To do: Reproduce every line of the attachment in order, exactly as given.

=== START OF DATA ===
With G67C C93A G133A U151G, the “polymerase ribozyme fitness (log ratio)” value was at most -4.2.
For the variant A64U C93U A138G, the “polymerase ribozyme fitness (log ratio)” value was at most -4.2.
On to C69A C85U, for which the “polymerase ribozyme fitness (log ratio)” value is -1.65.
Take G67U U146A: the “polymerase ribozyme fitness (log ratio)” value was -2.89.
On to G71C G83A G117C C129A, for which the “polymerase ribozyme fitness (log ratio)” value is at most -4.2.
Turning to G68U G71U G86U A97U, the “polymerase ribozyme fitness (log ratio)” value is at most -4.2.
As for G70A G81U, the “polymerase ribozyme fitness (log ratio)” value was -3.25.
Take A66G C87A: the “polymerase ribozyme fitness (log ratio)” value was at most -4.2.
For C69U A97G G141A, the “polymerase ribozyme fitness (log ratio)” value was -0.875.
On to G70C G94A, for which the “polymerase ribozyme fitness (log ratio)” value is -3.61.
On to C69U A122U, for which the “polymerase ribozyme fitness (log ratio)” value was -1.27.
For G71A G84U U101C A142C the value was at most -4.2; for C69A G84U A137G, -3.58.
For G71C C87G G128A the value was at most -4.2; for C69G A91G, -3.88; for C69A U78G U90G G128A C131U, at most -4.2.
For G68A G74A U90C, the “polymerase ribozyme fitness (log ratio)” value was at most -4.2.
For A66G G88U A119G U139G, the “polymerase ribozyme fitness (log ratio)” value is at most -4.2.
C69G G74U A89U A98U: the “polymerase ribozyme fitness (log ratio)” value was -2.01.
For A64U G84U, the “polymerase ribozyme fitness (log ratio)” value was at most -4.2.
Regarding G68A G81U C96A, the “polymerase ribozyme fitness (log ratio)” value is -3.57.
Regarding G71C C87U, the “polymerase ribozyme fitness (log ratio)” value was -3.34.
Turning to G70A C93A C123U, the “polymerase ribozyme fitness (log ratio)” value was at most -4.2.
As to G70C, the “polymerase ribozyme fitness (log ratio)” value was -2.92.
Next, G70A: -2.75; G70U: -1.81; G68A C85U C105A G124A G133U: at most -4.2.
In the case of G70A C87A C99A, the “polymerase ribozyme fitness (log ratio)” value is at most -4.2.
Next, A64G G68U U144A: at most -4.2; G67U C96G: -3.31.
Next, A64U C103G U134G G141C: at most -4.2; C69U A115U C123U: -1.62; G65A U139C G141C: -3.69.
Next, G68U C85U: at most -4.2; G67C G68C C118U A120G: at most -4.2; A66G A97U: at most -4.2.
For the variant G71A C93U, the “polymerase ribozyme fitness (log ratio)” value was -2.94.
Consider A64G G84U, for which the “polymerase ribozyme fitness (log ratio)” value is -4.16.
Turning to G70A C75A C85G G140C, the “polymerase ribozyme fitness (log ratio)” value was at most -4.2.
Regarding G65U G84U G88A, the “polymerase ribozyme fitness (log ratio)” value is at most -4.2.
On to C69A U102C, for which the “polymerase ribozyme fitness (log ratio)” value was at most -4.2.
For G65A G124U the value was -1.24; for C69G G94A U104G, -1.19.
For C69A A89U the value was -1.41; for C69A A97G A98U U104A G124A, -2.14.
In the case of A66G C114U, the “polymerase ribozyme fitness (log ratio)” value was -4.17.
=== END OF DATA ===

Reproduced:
With G67C C93A G133A U151G, the “polymerase ribozyme fitness (log ratio)” value was at most -4.2.
For the variant A64U C93U A138G, the “polymerase ribozyme fitness (log ratio)” value was at most -4.2.
On to C69A C85U, for which the “polymerase ribozyme fitness (log ratio)” value is -1.65.
Take G67U U146A: the “polymerase ribozyme fitness (log ratio)” value was -2.89.
On to G71C G83A G117C C129A, for which the “polymerase ribozyme fitness (log ratio)” value is at most -4.2.
Turning to G68U G71U G86U A97U, the “polymerase ribozyme fitness (log ratio)” value is at most -4.2.
As for G70A G81U, the “polymerase ribozyme fitness (log ratio)” value was -3.25.
Take A66G C87A: the “polymerase ribozyme fitness (log ratio)” value was at most -4.2.
For C69U A97G G141A, the “polymerase ribozyme fitness (log ratio)” value was -0.875.
On to G70C G94A, for which the “polymerase ribozyme fitness (log ratio)” value is -3.61.
On to C69U A122U, for which the “polymerase ribozyme fitness (log ratio)” value was -1.27.
For G71A G84U U101C A142C the value was at most -4.2; for C69A G84U A137G, -3.58.
For G71C C87G G128A the value was at most -4.2; for C69G A91G, -3.88; for C69A U78G U90G G128A C131U, at most -4.2.
For G68A G74A U90C, the “polymerase ribozyme fitness (log ratio)” value was at most -4.2.
For A66G G88U A119G U139G, the “polymerase ribozyme fitness (log ratio)” value is at most -4.2.
C69G G74U A89U A98U: the “polymerase ribozyme fitness (log ratio)” value was -2.01.
For A64U G84U, the “polymerase ribozyme fitness (log ratio)” value was at most -4.2.
Regarding G68A G81U C96A, the “polymerase ribozyme fitness (log ratio)” value is -3.57.
Regarding G71C C87U, the “polymerase ribozyme fitness (log ratio)” value was -3.34.
Turning to G70A C93A C123U, the “polymerase ribozyme fitness (log ratio)” value was at most -4.2.
As to G70C, the “polymerase ribozyme fitness (log ratio)” value was -2.92.
Next, G70A: -2.75; G70U: -1.81; G68A C85U C105A G124A G133U: at most -4.2.
In the case of G70A C87A C99A, the “polymerase ribozyme fitness (log ratio)” value is at most -4.2.
Next, A64G G68U U144A: at most -4.2; G67U C96G: -3.31.
Next, A64U C103G U134G G141C: at most -4.2; C69U A115U C123U: -1.62; G65A U139C G141C: -3.69.
Next, G68U C85U: at most -4.2; G67C G68C C118U A120G: at most -4.2; A66G A97U: at most -4.2.
For the variant G71A C93U, the “polymerase ribozyme fitness (log ratio)” value was -2.94.
Consider A64G G84U, for which the “polymerase ribozyme fitness (log ratio)” value is -4.16.
Turning to G70A C75A C85G G140C, the “polymerase ribozyme fitness (log ratio)” value was at most -4.2.
Regarding G65U G84U G88A, the “polymerase ribozyme fitness (log ratio)” value is at most -4.2.
On to C69A U102C, for which the “polymerase ribozyme fitness (log ratio)” value was at most -4.2.
For G65A G124U the value was -1.24; for C69G G94A U104G, -1.19.
For C69A A89U the value was -1.41; for C69A A97G A98U U104A G124A, -2.14.
In the case of A66G C114U, the “polymerase ribozyme fitness (log ratio)” value was -4.17.